"Round Tabler Edna Ferber, who called them “The Poison Squad,” wrote, “They were actually merciless if they disapproved. I have never encountered a more hard-bitten crew. But if they liked what you had done, they did say so publicly and whole-heartedly.” Their standards were high, their vocabulary fluent, fresh, astringent, and very, very tough. Both casual and incisive, they had a certain terrible integrity about their work and boundless ambition. Some of the most notable members of the Round Table came together to work on significant collaborative projects. George Kaufman teamed up with Edna Ferber and Marc Connelly on some of his best stage comedies, including Dulcy and The Royal Family. Harold Ross of The New Yorker hired both Dorothy Parker as a book reviewer and Robert Benchley as a drama critic (web)".  I think its somewhat telling that another member of the group was named Bill Murray.  As the later comic once observed, "Like you, I am shocked".  I suppose the final ingredient to the mix, the one acts as a decent capper, is the addition of the Brothers of the aforementioned Mr. Marx.

One of the things I've begun to notice is how a lot of the really great artistic accomplishments are either the result of the kind of informal group collaboration like that described above, or else they're at the very least interlinked by what I can only describe as a wave of inspiration that effects the culture of which each artist forms an integral part.  In the case of the Round Table, it seems as if a little bit of both was at work.  I've only begun to dive into this particular artistic group, yet what I've found already is enough to warrant a closer look or two.  As of this writing, I've familiarized myself with the work of four the members, or hangers-on of the the Tablers: Benchley, Kaufman, James Thurber, and  E.B. White.  Right now these four seem to represent to me the core artistic principles that forged a kind of informal bond for the Table.

It's the nature of those principles that I'd like to take a moment to examine.  I think unpacking the toolbox the group used to compose their works can help gain a better understanding of the ideas that drove the collective.  What makes it interesting is that what I've found convinces me that the Round Table as an artistic collective can help throw some interesting light on a forgotten influence on the nature of not just modern fiction, but on the practice of fantasy writing in the twentieth century.  The core principles of the Table that I've been able to discover come down to just three elements.  The first is that I think it helps to see the four knights discussed here as part of the Modernist experiment in world fiction at the time.  While guys like Benchley, Thurber, and White were making a name for themselves at The New Yorker, across the pond, guys like Ezra Pound and James Joyce were also busy mapping out the parameters of what Post-War literature could become.

The second element that was spread out over the work of the entire Table was that of Humor.  This is an arena in which guys like Kaufman and Marx were able to shine.  In particular, a brief look at the collaboration between the two can help to demonstrate the legacy they've left behind for up and coming modern comics.  The third and final element that united the group was their revelatory and unexpected approach to the topic of Myth.  In some ways, this is the biggest surprise I was able to uncover about the group, and the best part is I wasn't even on the lookout for anything.  I just kept going through the bibliography of guys like White and Thurber, or the list of performances made by Benchley, and somehow it finally got through that there was a genuine sense of respect for the kind of storytelling that was frowned upon by all the important taste-makers of the time.  It's the most overlooked aspect of the Round Table, and I think it may also be the one subject I'd like to go through the most.  So, grab a a favorite drink, a chair, put on some proper mood music, and meet some interesting people.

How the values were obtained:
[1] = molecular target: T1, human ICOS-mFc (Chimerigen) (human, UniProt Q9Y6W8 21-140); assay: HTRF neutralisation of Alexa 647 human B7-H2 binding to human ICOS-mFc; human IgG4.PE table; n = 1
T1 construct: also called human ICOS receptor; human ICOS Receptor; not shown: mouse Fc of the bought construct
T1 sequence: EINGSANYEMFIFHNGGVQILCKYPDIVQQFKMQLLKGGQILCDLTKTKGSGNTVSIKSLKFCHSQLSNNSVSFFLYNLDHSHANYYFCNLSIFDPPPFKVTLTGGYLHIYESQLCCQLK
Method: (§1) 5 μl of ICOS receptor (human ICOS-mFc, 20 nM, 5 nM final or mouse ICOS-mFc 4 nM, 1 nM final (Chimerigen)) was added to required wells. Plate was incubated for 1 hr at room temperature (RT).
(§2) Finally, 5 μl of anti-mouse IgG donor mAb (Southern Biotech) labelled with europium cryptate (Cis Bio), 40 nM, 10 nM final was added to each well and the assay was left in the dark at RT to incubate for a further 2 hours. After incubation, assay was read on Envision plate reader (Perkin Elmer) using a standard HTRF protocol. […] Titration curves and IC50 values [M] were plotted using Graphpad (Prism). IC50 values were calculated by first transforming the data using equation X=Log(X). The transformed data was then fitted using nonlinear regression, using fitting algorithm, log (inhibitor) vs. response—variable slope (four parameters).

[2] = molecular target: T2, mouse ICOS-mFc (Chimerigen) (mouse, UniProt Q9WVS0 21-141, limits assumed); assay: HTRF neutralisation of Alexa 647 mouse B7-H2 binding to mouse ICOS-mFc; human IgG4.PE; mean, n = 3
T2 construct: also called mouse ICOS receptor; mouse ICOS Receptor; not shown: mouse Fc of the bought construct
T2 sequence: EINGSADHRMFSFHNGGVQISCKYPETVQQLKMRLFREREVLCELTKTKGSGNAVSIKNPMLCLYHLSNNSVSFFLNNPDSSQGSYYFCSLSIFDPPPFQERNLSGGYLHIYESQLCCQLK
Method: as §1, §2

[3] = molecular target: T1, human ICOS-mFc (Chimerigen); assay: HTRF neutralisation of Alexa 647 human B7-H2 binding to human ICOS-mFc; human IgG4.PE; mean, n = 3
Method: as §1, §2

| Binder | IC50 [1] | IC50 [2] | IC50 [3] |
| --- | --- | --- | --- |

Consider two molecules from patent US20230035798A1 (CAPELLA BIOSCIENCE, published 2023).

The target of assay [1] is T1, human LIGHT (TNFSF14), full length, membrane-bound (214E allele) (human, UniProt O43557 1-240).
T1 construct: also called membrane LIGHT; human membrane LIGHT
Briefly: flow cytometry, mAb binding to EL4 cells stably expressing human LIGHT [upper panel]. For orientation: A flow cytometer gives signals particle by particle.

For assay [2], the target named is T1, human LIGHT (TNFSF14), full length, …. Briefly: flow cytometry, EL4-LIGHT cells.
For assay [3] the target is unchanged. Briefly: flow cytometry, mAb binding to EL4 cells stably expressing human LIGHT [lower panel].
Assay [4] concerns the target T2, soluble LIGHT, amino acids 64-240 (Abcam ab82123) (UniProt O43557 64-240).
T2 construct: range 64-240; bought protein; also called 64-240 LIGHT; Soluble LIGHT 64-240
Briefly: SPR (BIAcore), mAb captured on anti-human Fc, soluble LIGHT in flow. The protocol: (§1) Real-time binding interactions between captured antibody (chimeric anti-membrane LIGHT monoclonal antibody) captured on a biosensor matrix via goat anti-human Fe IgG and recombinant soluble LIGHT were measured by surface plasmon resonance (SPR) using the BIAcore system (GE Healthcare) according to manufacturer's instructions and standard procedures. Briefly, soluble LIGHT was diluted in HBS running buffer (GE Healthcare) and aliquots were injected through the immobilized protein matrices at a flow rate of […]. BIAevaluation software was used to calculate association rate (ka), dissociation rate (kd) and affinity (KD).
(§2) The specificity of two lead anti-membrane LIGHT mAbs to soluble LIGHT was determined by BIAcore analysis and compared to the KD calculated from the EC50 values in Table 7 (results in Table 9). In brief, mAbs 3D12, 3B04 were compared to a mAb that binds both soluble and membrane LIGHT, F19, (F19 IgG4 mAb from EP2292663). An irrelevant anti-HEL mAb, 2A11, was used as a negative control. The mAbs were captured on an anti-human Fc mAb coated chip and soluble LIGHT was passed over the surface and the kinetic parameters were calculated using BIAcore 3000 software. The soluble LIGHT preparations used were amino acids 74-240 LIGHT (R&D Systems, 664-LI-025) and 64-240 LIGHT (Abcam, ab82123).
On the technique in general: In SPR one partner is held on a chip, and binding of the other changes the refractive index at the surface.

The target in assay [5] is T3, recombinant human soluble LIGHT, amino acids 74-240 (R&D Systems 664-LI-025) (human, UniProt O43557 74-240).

Sunday, March 29, 2020

St. George and the Witches (1938).

Nobody knows him and he's a total weirdo.  That sums up the whole plight and nature of J.W. Dunne's entire reputation.  He exists on the fringes of pop-culture as the guy who once theorized about something to do with dreams and time travel.  Other than that he's not what's trending, so who cares?  Then again, it is always possible to point out that its the basic nature of trends to be fleeting and momentary.  You could almost say its their basic nature to cancel themselves out.  On the other hand, the weirdo has managed to hang around since the 1920s.  What does that say about staying power?  If nothing else, it means there's an aura of fascination surrounding Dunne that he's never quite been able to shake off.

The main reason for this has to do with his 1927 book, An Experiment with Time.  He used it to expound a theory about the nature of chronological progression and its relation to dreams.  His basic idea was that sometimes dreams can help us to realize that time is not something like a solid, immovable force.  Instead, its more like a spiral enfolding on itself.  If that last sentence made little to zero sense, then take a number and get in line.  Guys like Dunne always have that effect on ordinary people.  It's like a natural necessity given the way modern life is lived.  The minute an anomaly like Dunne's book shows up, the inescapable result is that its like there's really nowhere for it to go.  In works of fiction, there is usually a reason given for why this should be.  The usual trope explanation is that the irruption of the unnatural into the natural tends to upset things too much for the health of society, or something like that.